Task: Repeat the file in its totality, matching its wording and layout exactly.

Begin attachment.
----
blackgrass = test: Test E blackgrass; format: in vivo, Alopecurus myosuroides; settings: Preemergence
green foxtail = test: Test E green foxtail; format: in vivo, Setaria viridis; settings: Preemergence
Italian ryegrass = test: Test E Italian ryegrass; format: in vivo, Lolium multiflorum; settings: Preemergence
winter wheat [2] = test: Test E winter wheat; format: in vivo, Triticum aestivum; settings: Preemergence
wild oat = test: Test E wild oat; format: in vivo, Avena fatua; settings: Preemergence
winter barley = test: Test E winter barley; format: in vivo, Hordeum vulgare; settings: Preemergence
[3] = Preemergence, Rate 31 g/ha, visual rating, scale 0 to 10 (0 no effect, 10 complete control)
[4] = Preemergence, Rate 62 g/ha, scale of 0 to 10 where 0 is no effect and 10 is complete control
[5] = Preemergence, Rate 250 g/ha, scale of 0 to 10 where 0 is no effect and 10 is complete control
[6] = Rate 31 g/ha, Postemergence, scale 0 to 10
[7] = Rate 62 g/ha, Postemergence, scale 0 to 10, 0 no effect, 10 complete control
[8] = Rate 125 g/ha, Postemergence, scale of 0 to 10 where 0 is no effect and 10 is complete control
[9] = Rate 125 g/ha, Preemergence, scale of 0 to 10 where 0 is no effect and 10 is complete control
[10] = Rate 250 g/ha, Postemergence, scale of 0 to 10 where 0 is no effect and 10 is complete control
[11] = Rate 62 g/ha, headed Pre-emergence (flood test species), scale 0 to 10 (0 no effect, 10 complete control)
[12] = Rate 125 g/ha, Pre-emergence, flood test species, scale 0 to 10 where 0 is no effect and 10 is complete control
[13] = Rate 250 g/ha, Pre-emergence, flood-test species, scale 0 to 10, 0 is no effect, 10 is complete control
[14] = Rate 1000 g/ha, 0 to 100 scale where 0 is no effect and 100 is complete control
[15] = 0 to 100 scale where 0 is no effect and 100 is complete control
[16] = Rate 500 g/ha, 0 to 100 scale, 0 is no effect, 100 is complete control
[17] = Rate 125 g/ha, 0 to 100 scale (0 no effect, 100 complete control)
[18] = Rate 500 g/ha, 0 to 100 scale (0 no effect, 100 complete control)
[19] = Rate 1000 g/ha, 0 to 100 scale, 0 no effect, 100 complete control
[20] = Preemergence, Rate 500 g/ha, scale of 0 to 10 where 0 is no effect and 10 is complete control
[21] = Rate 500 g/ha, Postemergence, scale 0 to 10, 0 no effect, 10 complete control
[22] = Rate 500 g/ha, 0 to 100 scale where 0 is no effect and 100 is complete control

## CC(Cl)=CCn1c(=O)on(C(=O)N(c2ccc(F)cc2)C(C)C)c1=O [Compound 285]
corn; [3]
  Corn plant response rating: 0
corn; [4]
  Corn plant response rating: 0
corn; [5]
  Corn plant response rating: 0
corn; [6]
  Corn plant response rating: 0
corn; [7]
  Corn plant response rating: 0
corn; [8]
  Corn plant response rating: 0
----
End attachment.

blackgrass = test: Test E blackgrass; format: in vivo, Alopecurus myosuroides; settings: Preemergence
green foxtail = test: Test E green foxtail; format: in vivo, Setaria viridis; settings: Preemergence
Italian ryegrass = test: Test E Italian ryegrass; format: in vivo, Lolium multiflorum; settings: Preemergence
winter wheat [2] = test: Test E winter wheat; format: in vivo, Triticum aestivum; settings: Preemergence
wild oat = test: Test E wild oat; format: in vivo, Avena fatua; settings: Preemergence
winter barley = test: Test E winter barley; format: in vivo, Hordeum vulgare; settings: Preemergence
[3] = Preemergence, Rate 31 g/ha, visual rating, scale 0 to 10 (0 no effect, 10 complete control)
[4] = Preemergence, Rate 62 g/ha, scale of 0 to 10 where 0 is no effect and 10 is complete control
[5] = Preemergence, Rate 250 g/ha, scale of 0 to 10 where 0 is no effect and 10 is complete control
[6] = Rate 31 g/ha, Postemergence, scale 0 to 10
[7] = Rate 62 g/ha, Postemergence, scale 0 to 10, 0 no effect, 10 complete control
[8] = Rate 125 g/ha, Postemergence, scale of 0 to 10 where 0 is no effect and 10 is complete control
[9] = Rate 125 g/ha, Preemergence, scale of 0 to 10 where 0 is no effect and 10 is complete control
[10] = Rate 250 g/ha, Postemergence, scale of 0 to 10 where 0 is no effect and 10 is complete control
[11] = Rate 62 g/ha, headed Pre-emergence (flood test species), scale 0 to 10 (0 no effect, 10 complete control)
[12] = Rate 125 g/ha, Pre-emergence, flood test species, scale 0 to 10 where 0 is no effect and 10 is complete control
[13] = Rate 250 g/ha, Pre-emergence, flood-test species, scale 0 to 10, 0 is no effect, 10 is complete control
[14] = Rate 1000 g/ha, 0 to 100 scale where 0 is no effect and 100 is complete control
[15] = 0 to 100 scale where 0 is no effect and 100 is complete control
[16] = Rate 500 g/ha, 0 to 100 scale, 0 is no effect, 100 is complete control
[17] = Rate 125 g/ha, 0 to 100 scale (0 no effect, 100 complete control)
[18] = Rate 500 g/ha, 0 to 100 scale (0 no effect, 100 complete control)
[19] = Rate 1000 g/ha, 0 to 100 scale, 0 no effect, 100 complete control
[20] = Preemergence, Rate 500 g/ha, scale of 0 to 10 where 0 is no effect and 10 is complete control
[21] = Rate 500 g/ha, Postemergence, scale 0 to 10, 0 no effect, 10 complete control
[22] = Rate 500 g/ha, 0 to 100 scale where 0 is no effect and 100 is complete control

## CC(Cl)=CCn1c(=O)on(C(=O)N(c2ccc(F)cc2)C(C)C)c1=O [Compound 285]
corn; [3]
  Corn plant response rating: 0
corn; [4]
  Corn plant response rating: 0
corn; [5]
  Corn plant response rating: 0
corn; [6]
  Corn plant response rating: 0
corn; [7]
  Corn plant response rating: 0
corn; [8]
  Corn plant response rating: 0